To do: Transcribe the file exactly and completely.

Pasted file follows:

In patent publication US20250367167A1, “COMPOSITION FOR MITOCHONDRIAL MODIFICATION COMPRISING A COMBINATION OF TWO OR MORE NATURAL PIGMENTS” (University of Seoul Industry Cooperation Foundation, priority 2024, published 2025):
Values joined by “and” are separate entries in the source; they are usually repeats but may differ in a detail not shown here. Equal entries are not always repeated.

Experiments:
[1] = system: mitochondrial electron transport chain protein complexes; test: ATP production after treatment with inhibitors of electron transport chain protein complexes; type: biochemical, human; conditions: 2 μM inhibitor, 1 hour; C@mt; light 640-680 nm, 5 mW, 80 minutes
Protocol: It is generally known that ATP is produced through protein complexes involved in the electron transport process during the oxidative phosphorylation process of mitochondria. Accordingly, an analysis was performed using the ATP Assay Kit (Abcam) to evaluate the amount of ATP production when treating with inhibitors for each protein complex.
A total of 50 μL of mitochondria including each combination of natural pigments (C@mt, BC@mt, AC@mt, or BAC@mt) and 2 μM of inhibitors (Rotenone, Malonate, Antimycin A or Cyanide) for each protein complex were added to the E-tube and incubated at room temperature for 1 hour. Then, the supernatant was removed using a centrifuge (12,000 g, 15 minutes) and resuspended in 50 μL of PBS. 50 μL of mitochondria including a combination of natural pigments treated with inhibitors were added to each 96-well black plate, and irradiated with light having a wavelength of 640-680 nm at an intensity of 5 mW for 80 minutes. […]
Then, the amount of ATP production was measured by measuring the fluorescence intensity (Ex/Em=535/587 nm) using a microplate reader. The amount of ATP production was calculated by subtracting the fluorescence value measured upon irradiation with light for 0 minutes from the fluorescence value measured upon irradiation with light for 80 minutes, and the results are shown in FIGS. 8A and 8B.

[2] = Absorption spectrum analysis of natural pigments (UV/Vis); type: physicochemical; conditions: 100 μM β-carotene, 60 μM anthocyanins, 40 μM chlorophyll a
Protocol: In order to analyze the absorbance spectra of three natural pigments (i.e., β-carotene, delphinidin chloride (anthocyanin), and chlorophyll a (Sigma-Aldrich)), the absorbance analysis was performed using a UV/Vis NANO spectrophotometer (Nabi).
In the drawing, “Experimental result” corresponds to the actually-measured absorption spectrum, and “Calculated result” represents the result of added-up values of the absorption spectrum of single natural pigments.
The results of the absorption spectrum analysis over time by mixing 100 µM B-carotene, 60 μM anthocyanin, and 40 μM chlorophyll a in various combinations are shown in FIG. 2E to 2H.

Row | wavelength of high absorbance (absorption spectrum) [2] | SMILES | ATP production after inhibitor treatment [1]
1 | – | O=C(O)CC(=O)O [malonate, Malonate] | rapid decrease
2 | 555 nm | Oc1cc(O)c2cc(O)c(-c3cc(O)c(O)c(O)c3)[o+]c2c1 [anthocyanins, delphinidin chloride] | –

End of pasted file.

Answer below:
In patent publication US20250367167A1, “COMPOSITION FOR MITOCHONDRIAL MODIFICATION COMPRISING A COMBINATION OF TWO OR MORE NATURAL PIGMENTS” (University of Seoul Industry Cooperation Foundation, priority 2024, published 2025):
Values joined by “and” are separate entries in the source; they are usually repeats but may differ in a detail not shown here. Equal entries are not always repeated.

Experiments:
[1] = system: mitochondrial electron transport chain protein complexes; test: ATP production after treatment with inhibitors of electron transport chain protein complexes; type: biochemical, human; conditions: 2 μM inhibitor, 1 hour; C@mt; light 640-680 nm, 5 mW, 80 minutes
Protocol: It is generally known that ATP is produced through protein complexes involved in the electron transport process during the oxidative phosphorylation process of mitochondria. Accordingly, an analysis was performed using the ATP Assay Kit (Abcam) to evaluate the amount of ATP production when treating with inhibitors for each protein complex.
A total of 50 μL of mitochondria including each combination of natural pigments (C@mt, BC@mt, AC@mt, or BAC@mt) and 2 μM of inhibitors (Rotenone, Malonate, Antimycin A or Cyanide) for each protein complex were added to the E-tube and incubated at room temperature for 1 hour. Then, the supernatant was removed using a centrifuge (12,000 g, 15 minutes) and resuspended in 50 μL of PBS. 50 μL of mitochondria including a combination of natural pigments treated with inhibitors were added to each 96-well black plate, and irradiated with light having a wavelength of 640-680 nm at an intensity of 5 mW for 80 minutes. […]
Then, the amount of ATP production was measured by measuring the fluorescence intensity (Ex/Em=535/587 nm) using a microplate reader. The amount of ATP production was calculated by subtracting the fluorescence value measured upon irradiation with light for 0 minutes from the fluorescence value measured upon irradiation with light for 80 minutes, and the results are shown in FIGS. 8A and 8B.

[2] = Absorption spectrum analysis of natural pigments (UV/Vis); type: physicochemical; conditions: 100 μM β-carotene, 60 μM anthocyanins, 40 μM chlorophyll a
Protocol: In order to analyze the absorbance spectra of three natural pigments (i.e., β-carotene, delphinidin chloride (anthocyanin), and chlorophyll a (Sigma-Aldrich)), the absorbance analysis was performed using a UV/Vis NANO spectrophotometer (Nabi).
In the drawing, “Experimental result” corresponds to the actually-measured absorption spectrum, and “Calculated result” represents the result of added-up values of the absorption spectrum of single natural pigments.
The results of the absorption spectrum analysis over time by mixing 100 µM B-carotene, 60 μM anthocyanin, and 40 μM chlorophyll a in various combinations are shown in FIG. 2E to 2H.

Row | wavelength of high absorbance (absorption spectrum) [2] | SMILES | ATP production after inhibitor treatment [1]
1 | – | O=C(O)CC(=O)O [malonate, Malonate] | rapid decrease
2 | 555 nm | Oc1cc(O)c2cc(O)c(-c3cc(O)c(O)c(O)c3)[o+]c2c1 [anthocyanins, delphinidin chloride] | –